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Recently I was in the middle of a conversation and realized while the person was talking I was thinking about something I really needed to get done and watching the clock as the minutes ticked away.  Every few minutes I had to tune back into the conversation.

The person I was talking with had a genuine need to talk with me and had made it a point to schedule and be available for the call.  I was genuinely interested in what he had to say, it was urgent and important to both of us, yet I found it difficult to FOCUS on what he was saying.

In thinking about how I can improve my focus I thought about how I might be able to apply some of the meeting behaviors I’ve talked about with clients and how I can apply them to one on one meetings, whether they’re in person or on the phone.

  1. Establish the logistics of the call. The call came in an hour before I thought it would because I hadn’t confirmed the time zone and who would place the call.  I’d made the assumption about the time zone and that I’d be placing the call.  Because I had both wrong, I was doing something else when the call came in and wasn’t focused.
  2. Start the call agreeing on the topics and duration of the call. The conversation would have been so much more effective if I would have said, “George, I have a meeting I have to leave for in an hour.  I have these three topics to discuss that should take no more than 10 minutes each.  What are your topics and how long do you want to allocate to each?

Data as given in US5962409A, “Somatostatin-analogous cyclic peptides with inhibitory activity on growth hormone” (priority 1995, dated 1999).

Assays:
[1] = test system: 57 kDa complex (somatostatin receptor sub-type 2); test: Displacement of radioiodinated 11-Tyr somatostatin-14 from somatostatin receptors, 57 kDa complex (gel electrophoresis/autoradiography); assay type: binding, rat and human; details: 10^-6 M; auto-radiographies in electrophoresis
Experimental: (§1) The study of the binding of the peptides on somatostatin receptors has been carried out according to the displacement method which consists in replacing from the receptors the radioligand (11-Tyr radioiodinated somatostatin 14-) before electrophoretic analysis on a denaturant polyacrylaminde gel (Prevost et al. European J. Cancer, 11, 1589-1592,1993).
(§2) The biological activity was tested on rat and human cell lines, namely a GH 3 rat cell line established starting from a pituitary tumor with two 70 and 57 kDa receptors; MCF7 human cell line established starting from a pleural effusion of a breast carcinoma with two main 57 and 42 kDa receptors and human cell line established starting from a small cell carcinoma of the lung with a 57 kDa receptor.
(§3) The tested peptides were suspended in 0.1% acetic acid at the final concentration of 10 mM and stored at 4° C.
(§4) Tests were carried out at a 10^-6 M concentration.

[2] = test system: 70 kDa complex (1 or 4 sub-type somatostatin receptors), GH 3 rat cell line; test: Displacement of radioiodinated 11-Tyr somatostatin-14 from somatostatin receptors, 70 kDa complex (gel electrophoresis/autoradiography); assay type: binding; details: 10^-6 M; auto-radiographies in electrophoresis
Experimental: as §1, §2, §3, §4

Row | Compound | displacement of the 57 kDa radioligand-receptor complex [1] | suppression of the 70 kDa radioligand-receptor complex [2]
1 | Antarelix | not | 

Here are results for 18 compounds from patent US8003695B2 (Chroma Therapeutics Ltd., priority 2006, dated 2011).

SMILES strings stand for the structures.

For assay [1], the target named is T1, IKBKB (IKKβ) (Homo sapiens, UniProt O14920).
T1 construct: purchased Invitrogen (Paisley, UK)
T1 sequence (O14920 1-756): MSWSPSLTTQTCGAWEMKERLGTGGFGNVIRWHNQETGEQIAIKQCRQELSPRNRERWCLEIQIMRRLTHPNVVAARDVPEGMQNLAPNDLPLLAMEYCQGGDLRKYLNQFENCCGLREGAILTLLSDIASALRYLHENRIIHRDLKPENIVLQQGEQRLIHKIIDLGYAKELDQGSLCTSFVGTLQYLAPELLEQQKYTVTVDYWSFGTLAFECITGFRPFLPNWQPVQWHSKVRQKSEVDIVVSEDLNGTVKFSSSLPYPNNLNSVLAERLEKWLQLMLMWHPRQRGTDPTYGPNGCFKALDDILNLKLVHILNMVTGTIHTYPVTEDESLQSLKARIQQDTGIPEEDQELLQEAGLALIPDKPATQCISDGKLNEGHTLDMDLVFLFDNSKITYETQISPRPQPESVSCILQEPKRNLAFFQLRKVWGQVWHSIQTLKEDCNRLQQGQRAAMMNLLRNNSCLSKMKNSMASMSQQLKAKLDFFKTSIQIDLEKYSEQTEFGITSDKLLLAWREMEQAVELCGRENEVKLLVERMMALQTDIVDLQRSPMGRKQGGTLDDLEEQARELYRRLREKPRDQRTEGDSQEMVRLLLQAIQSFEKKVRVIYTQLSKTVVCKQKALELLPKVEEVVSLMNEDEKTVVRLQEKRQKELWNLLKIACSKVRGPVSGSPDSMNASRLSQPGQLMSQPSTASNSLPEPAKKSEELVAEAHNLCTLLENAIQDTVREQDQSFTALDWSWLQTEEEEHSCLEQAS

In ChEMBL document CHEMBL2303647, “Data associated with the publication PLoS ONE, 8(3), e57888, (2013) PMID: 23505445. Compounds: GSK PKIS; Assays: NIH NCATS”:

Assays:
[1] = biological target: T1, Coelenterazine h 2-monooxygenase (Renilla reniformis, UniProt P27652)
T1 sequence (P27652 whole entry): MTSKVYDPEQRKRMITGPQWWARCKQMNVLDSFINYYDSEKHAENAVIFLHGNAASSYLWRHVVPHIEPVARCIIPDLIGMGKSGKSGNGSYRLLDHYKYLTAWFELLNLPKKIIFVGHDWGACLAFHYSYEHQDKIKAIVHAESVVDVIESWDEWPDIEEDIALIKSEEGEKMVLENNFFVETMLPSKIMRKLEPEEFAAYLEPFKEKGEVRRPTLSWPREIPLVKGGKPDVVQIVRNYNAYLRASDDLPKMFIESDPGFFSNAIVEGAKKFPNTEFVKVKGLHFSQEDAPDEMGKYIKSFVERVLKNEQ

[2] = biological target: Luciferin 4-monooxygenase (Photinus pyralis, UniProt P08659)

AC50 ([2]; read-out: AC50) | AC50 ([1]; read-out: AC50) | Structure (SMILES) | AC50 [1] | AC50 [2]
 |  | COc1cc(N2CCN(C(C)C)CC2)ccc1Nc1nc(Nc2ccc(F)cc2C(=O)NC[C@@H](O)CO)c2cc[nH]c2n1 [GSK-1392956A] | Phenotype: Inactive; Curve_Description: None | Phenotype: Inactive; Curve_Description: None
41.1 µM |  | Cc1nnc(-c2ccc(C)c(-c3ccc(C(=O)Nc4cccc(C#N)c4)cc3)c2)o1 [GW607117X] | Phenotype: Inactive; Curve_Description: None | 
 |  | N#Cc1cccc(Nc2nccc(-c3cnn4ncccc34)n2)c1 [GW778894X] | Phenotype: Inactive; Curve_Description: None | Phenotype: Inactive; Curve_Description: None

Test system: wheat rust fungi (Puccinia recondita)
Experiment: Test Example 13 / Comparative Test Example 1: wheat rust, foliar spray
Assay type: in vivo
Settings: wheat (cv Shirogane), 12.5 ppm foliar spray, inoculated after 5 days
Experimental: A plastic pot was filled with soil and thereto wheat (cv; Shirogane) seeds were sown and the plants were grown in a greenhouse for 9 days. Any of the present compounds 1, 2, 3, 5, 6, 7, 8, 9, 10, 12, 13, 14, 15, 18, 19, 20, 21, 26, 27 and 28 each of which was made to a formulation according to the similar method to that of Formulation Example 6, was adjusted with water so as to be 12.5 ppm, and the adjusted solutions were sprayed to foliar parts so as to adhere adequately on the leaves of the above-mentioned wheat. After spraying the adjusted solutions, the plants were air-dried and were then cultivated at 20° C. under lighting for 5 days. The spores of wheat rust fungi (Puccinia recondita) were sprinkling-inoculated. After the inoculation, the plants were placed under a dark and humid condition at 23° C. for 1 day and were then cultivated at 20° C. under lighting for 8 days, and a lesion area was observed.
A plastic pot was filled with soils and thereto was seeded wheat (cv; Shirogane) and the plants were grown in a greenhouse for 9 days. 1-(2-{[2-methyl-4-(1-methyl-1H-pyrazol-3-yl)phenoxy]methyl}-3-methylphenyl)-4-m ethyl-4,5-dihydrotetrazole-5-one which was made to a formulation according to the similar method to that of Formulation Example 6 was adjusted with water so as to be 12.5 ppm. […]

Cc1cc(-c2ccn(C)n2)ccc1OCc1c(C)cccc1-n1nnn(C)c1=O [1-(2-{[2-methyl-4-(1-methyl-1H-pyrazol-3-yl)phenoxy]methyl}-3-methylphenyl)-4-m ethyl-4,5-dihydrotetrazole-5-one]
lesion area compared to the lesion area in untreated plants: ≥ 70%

3. Get rid of distractions. Both of us had a series of distractions during the call.  I had the phone on speaker to allow me to continue getting ready to leave for my next meeting in case our call went overtime.  Had I just sat still and focused on the call I could have insured we covered all of the topics in the hour available.
  4. Summarize what was accomplished and the next steps. We talked about a series of steps we would each take, yet 24 hours later, the information I was expecting hasn’t arrived. It would have taken me two minutes to summarize our commitments and I could have easily sent a follow-up EMAIL to confirm my understanding.

Fortunately, I’ll have many opportunities to improve my FOCUS.

Leah Ward-Lee is a management consultant and business writer based in Dallas, Texas and the author of $1,000 Start-Ups.  Her next book, The Executive’s Toolbox, will be released soon.